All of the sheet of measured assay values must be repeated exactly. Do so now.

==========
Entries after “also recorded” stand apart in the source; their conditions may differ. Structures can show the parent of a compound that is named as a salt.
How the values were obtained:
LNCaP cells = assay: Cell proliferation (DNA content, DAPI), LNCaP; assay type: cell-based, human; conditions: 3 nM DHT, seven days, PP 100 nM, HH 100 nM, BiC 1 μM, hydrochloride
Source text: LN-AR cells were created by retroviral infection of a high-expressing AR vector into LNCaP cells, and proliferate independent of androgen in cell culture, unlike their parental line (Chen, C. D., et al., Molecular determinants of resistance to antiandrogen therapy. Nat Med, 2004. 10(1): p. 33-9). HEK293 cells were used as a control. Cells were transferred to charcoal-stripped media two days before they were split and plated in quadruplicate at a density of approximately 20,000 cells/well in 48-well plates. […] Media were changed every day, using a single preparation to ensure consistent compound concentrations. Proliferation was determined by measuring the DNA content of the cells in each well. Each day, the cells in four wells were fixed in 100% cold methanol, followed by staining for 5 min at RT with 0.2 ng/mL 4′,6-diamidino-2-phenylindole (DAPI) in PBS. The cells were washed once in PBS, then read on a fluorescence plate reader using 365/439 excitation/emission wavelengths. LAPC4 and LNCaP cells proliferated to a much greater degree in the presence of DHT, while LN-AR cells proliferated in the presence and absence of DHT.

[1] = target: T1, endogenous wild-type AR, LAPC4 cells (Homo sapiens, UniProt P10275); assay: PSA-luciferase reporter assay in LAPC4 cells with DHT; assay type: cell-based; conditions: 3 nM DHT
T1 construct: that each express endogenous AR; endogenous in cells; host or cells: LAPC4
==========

Entries after “also recorded” stand apart in the source; their conditions may differ. Structures can show the parent of a compound that is named as a salt.
How the values were obtained:
LNCaP cells = assay: Cell proliferation (DNA content, DAPI), LNCaP; assay type: cell-based, human; conditions: 3 nM DHT, seven days, PP 100 nM, HH 100 nM, BiC 1 μM, hydrochloride
Source text: LN-AR cells were created by retroviral infection of a high-expressing AR vector into LNCaP cells, and proliferate independent of androgen in cell culture, unlike their parental line (Chen, C. D., et al., Molecular determinants of resistance to antiandrogen therapy. Nat Med, 2004. 10(1): p. 33-9). HEK293 cells were used as a control. Cells were transferred to charcoal-stripped media two days before they were split and plated in quadruplicate at a density of approximately 20,000 cells/well in 48-well plates. […] Media were changed every day, using a single preparation to ensure consistent compound concentrations. Proliferation was determined by measuring the DNA content of the cells in each well. Each day, the cells in four wells were fixed in 100% cold methanol, followed by staining for 5 min at RT with 0.2 ng/mL 4′,6-diamidino-2-phenylindole (DAPI) in PBS. The cells were washed once in PBS, then read on a fluorescence plate reader using 365/439 excitation/emission wavelengths. LAPC4 and LNCaP cells proliferated to a much greater degree in the presence of DHT, while LN-AR cells proliferated in the presence and absence of DHT.

[1] = target: T1, endogenous wild-type AR, LAPC4 cells (Homo sapiens, UniProt P10275); assay: PSA-luciferase reporter assay in LAPC4 cells with DHT; assay type: cell-based; conditions: 3 nM DHT
T1 construct: that each express endogenous AR; endogenous in cells; host or cells: LAPC4